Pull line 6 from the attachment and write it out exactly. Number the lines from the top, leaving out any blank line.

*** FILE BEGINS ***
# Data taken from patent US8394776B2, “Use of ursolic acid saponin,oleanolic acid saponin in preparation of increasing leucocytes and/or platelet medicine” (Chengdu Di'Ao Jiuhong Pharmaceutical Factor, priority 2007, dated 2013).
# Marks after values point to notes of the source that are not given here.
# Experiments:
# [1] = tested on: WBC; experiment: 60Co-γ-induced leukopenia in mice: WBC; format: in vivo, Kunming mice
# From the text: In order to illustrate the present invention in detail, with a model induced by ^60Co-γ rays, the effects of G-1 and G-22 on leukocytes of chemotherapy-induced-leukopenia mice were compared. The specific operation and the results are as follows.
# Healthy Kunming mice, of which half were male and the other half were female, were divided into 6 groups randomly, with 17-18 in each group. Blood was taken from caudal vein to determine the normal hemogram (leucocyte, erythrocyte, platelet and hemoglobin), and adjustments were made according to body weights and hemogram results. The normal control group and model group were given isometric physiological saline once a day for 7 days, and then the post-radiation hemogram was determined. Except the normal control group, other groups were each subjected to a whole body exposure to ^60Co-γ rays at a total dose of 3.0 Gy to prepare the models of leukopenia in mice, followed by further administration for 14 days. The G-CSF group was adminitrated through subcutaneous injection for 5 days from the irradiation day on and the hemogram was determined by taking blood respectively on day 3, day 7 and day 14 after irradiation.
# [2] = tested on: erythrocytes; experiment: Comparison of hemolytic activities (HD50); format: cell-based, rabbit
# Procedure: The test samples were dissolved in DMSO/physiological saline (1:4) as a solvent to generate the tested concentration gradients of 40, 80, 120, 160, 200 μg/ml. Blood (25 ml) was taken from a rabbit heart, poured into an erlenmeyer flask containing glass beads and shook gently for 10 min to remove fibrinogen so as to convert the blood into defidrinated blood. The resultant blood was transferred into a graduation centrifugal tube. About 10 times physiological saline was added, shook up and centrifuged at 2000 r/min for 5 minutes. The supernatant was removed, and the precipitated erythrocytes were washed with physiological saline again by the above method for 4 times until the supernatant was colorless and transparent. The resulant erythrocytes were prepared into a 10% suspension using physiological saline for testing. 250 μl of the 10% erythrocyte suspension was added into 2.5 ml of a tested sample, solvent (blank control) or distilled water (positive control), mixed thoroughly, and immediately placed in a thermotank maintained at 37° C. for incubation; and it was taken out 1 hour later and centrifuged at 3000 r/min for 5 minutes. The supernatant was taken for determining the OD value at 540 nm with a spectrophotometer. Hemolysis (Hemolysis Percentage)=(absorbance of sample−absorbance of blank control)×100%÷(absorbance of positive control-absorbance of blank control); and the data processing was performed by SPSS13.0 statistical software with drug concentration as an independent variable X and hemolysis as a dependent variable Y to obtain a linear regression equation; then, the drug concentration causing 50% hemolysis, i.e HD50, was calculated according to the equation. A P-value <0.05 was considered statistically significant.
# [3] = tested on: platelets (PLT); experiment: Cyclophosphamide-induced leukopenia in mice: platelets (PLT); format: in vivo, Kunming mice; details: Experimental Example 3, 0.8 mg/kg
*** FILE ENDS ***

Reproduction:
# Healthy Kunming mice, of which half were male and the other half were female, were divided into 6 groups randomly, with 17-18 in each group. Blood was taken from caudal vein to determine the normal hemogram (leucocyte, erythrocyte, platelet and hemoglobin), and adjustments were made according to body weights and hemogram results. The normal control group and model group were given isometric physiological saline once a day for 7 days, and then the post-radiation hemogram was determined. Except the normal control group, other groups were each subjected to a whole body exposure to ^60Co-γ rays at a total dose of 3.0 Gy to prepare the models of leukopenia in mice, followed by further administration for 14 days. The G-CSF group was adminitrated through subcutaneous injection for 5 days from the irradiation day on and the hemogram was determined by taking blood respectively on day 3, day 7 and day 14 after irradiation.